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Experts: The market is ready for a rate hike, but we need more growth

The market is expecting a rate hike in December, but it may not take one well if the economy doesn't experience significant growth, Fidelity Investment macro expert Jurrien Timmer said Wednesday.

"The market, I think, keeps telling the Fed, 'Wait 'til we have growth, and then you can raise all you want,' because then the market can handle it. But at zero or negative growth, it can't," Timmer told told CNBC's "Squawk Box."

Timmer said that so far, third-quarter earnings have resembled a "very typical, consistent seasonal pattern" of companies under-promising, then over-delivering on their earnings.

But, after five quarters of negative growth with sequential improvement, Timmer said U.S. markets may see their first positive quarter.

"The transmission mechanism for the last problems when the Fed raised rates last December … was that the Chinese yuan was overvalued, then that went down, you had the whole capital flight thing and tightening of financial conditions," Timmer said.

"This time, the yuan has already devalued, so that's sort of out of the way, so I think the market can actually handle it," he said of a Fed rate hike.


IHT Wealth Management's Steven Dudash agreed, saying "it's time for the Fed to get moving."

Dudash told "Squawk Box" that artificially low rates have been in place for too long.

"Our economy's ready for it, our employment numbers are in the right spot, our underemployment's coming up, too," he said. "In a bubble, we're ready, but because of Japan and because of what's going on in Europe, I think [the Fed has] been held back a little bit."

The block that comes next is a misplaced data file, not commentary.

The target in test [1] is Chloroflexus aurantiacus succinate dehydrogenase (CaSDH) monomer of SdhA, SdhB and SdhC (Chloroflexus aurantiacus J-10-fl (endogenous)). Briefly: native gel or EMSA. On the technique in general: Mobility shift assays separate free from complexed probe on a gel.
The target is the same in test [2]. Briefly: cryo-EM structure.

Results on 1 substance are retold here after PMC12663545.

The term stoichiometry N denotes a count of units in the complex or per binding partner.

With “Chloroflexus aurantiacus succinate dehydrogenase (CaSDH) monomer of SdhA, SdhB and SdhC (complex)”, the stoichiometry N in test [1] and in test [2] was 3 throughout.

Strategas Research Partners' Jason Trennert said Japan's negative interest rates was a red flag for the Fed and a telltale sign of the market's limits.

"I'm of the view that monetary policy can't create growth, it can just create the conditions upon which you can have growth," he told "Squawk Box."

And, in the case of Japan and Europe, which also has instituted negative interest rates, Trennert said it may not always be in the best interests of the average citizen to grant central banks that power.

"I think you could make the case, especially with negative interest rates now, that monetary policy has gone from being ineffectual to being harmful," he said. "If you have people that are taking money out of banks and putting it in safes — that's happening in Germany, it's happening in Japan — that's manifestly deflationary."